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Psychological First Aid
Employers and Supervisors

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  • Encourage employees to engage in physical activities and to combine these activities with useful tasks.

Take care of yourself

  • Get enough rest and eat healthy foods.
  • Pay attention to your own stress responses.
  • Seek out family and friends for support.
  • Try exercising or other physical activity to relieve stress.
  • Engage in helpful, productive activities that are satisfying and useful in the situation.
  • Follow the advice you would give others.
  • Manage your own reaction when faced with emotional outbursts from others by:
    • Remaining quiet and calm.
    • Avoiding the temptation to engage in a shouting match.
    • Acknowledging the personís point of view.
    • Disengaging and respectfully walking away from the person if you are being insulted or threatened.
    • Contacting law enforcement personnel if you feel that you are in danger.

For more information about Emergency Preparedness and Psychological First Aid Psychological First Aid, refer to www.ready.govLeaving OMH site and http://www.ptsd.va.gov/ Leaving OMH site.

When Disaster Strikes
Itís the middle of the day. Your meeting is disrupted when you hear the fire alarm. From your location, you cannot tell what is happening. Some co-workers are ignoring the alarm; others are trying to find out what is happening.

man receiving medical care
Robert Kaufmann/FEMA Photo

Then, you hear an explosion somewhere within the complex. Security is clearing your building and you are running to the nearest exit. Outside itís cold and dreary. The sky is dark from the billowing smoke.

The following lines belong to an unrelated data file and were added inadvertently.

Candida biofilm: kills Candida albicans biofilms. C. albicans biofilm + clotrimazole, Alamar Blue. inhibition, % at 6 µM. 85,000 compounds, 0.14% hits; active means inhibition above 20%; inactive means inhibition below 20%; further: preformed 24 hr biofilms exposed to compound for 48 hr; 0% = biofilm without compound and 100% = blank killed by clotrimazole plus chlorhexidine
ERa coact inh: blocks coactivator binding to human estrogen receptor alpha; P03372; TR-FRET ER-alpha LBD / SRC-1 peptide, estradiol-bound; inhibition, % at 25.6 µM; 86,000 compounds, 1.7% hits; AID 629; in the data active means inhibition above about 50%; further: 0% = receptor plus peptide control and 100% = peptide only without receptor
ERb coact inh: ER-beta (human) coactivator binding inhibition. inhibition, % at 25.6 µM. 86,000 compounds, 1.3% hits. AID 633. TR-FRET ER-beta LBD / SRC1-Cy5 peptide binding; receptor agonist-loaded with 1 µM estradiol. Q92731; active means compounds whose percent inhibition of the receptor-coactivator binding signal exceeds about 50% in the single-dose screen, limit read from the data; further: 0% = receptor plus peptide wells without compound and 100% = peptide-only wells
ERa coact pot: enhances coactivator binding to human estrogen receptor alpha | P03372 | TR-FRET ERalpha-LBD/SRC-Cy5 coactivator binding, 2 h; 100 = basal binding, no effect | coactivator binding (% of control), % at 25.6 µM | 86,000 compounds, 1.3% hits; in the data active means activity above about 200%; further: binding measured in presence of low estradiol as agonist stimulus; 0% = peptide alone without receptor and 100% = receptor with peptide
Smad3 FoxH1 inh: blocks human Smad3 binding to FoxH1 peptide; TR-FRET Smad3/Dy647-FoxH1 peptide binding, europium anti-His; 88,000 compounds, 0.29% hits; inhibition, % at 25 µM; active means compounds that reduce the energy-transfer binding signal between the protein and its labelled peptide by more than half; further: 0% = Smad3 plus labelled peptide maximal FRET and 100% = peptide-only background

You think about the people you know who may be trapped and notice the distressed looks and tear-filled faces of your co-workers. You feel you must do something useful. But what can you do?

Psychological First Aid in the Work Environment
You can provide comfort care and assistance to co-workers and their family members by using Psychological First Aid (PFA).

PFA is a way to give emotional support and help to people of any age, ethnic and cultural heritage, and social and economic background in the immediate aftermath of disaster.

You know that the scene before you is only the beginning. The immediate effects of this tragedy will be felt by employees for weeks. The loss of co-workers, reductions in productivity, and difficulty managing and paying the workforce will critically affect your company.

man
Robert Kaufmann/FEMA Photo

You can use PFA to meet the basic needs of people in stressful situations, no matter what the differences are among them. PFA will provide you with basic strategies to help people cope with their pressing concerns and needs in the days and weeks after the disaster.

Reach out to those who need help and provide comfort care.

man
Jocelyn Augustino/FEMA Photo

Recognize basic needs and support problem-solving.

Validate feelings and thoughts.

Provide accurate and timely information.

woman
Andrea Booher/FEMA Photo

Connect co-workers with support systems.

Provide education about stress responses.

Reinforce strengths and positive coping strategies.

man
Lief Skoogfors/FEMA Photo

Project Director/Subject Matter Expert: Jack Herrmann, MSED., NCC, LMHC

Reviewer/Subject Matter Expert: Valerie Cole, Ph.D., Clinical Psychologist

Designer/Writer: Antonia Messineo

© University of Rochester, 2007. These materials were made possible by funding provided by the New York State Office of Mental Health and the U.S. Department of Health and Human Services, Centers for Disease Control, Public Health Preparedness and Response for Bioterrorism grant, Cooperative Agreement No. U90/CCU216988 administered by the New York State Department of Health (NYSDOH) and Health Research, Inc. (HRI). The content is solely the responsibility of the project director and does not necessarily represent the official views of DHHS, CDC, NYSDOH, or HRI.